A car turning right can be a danger to a bicyclist. There a couple of scenarios in which you could find yourself in trouble.
A Car Passes You and Turns Right
In the first situation, a car passes you and then turns right—in meaning to turn in front of you, thinking you’re not going too fast and they can complete the turn in plenty of time, but in fact turns into you. This is a case of a driver misjudging the amount of time required to complete the turn, your speed, or both. You have to slam on your brakes to avoid hitting the car, but there’s a good chance you won’t be able to stop in time—it all happens so fast and you don’t see it coming until the collision is unavoidable.
There are, fortunately, some precautions you can take to avoid finding yourself in this situation:
Ride on the street, not on the sidewalk. When you are riding on the sidewalk to cross the street, right-turning drivers won’t see you while they’re turning until it’s too late. When you’re part of the traffic flow, you are much more visible to drivers who will—or should anyway—accept their legal responsibility for your safety and avoid turning in front of you.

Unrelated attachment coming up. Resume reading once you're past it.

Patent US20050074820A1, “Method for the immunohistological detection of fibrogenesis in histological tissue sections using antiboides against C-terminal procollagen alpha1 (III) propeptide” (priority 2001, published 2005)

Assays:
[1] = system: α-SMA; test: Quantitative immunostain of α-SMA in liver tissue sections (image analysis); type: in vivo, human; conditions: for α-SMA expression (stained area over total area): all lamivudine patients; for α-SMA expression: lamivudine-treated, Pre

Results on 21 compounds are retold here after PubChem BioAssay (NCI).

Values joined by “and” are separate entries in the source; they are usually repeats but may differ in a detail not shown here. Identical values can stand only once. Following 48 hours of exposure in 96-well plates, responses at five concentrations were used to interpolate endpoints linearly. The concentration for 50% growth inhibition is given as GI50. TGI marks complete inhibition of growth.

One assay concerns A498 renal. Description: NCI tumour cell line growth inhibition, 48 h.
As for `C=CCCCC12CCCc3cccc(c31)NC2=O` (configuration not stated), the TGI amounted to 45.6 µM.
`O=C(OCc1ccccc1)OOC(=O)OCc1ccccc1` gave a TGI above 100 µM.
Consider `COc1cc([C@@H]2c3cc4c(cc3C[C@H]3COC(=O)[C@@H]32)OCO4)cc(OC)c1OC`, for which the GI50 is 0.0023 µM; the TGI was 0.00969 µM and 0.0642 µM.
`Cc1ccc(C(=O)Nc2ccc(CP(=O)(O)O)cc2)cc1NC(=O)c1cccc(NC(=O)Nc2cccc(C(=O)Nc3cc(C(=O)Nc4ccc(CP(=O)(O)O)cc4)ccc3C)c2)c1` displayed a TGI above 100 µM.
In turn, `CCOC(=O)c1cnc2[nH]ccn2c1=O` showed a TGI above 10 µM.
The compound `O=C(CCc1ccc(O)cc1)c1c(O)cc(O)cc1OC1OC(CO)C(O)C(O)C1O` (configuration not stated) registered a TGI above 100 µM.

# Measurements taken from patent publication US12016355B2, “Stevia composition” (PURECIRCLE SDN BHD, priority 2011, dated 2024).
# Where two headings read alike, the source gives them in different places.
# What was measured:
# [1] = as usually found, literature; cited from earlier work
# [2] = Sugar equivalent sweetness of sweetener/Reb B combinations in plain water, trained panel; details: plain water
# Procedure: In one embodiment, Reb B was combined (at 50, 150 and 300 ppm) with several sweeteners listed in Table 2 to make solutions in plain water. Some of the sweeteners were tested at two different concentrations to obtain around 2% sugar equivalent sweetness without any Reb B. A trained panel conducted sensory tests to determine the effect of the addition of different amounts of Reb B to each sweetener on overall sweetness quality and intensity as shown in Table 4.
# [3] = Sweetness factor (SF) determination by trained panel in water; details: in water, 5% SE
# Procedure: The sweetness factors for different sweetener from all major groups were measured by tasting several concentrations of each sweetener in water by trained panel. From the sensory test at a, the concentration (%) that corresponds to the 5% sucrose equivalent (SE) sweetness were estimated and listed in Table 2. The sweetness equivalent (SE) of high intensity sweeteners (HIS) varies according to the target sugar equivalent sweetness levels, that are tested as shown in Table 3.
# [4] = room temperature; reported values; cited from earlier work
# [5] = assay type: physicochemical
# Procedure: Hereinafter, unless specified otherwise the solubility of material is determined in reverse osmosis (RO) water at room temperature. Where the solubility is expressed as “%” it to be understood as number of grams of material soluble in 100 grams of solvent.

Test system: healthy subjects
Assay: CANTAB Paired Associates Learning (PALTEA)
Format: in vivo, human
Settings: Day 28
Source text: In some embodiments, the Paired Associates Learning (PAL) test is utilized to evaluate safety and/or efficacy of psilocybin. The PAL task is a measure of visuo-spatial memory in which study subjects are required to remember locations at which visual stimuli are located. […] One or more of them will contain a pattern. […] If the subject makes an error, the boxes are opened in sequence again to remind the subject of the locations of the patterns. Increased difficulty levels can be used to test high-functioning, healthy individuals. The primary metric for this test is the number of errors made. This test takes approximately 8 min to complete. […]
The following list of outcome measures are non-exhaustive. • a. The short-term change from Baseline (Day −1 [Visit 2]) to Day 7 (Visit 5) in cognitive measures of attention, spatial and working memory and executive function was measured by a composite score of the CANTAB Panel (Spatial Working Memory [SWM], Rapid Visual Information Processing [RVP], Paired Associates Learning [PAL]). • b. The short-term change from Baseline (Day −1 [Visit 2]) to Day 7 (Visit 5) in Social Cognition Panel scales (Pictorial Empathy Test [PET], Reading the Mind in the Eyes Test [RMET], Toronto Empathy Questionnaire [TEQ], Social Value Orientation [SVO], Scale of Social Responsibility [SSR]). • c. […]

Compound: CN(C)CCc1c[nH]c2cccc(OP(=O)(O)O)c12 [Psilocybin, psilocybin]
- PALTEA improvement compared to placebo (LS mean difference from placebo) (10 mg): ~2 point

When you’re riding in the street, move left to the center of the right lane; you can make yourself more visible by moving to the left and occupying the entire lane so a driver can’t get by you to cut you off or drive into you on a right turn.
Check your rear-view mirror before you get to the intersection to determine the position of the car behind you. Once you reach the intersection you’ll need to be focused on what’s in front of you.
Legal Help When You’ve Been Injured
Taking these steps can reduce the possibility of “the fatal right hook.” Sometimes an accident will happen in spite of your taking these precautions, especially if the driver is focused on a phone call, sending or reading a text, or otherwise distracted, careless, or impaired. When a negligent driver injures you, you may be able to recover money to compensate for your injuries.
To find out if you have a claim, call Jim Dodson Law at 888-207-0905.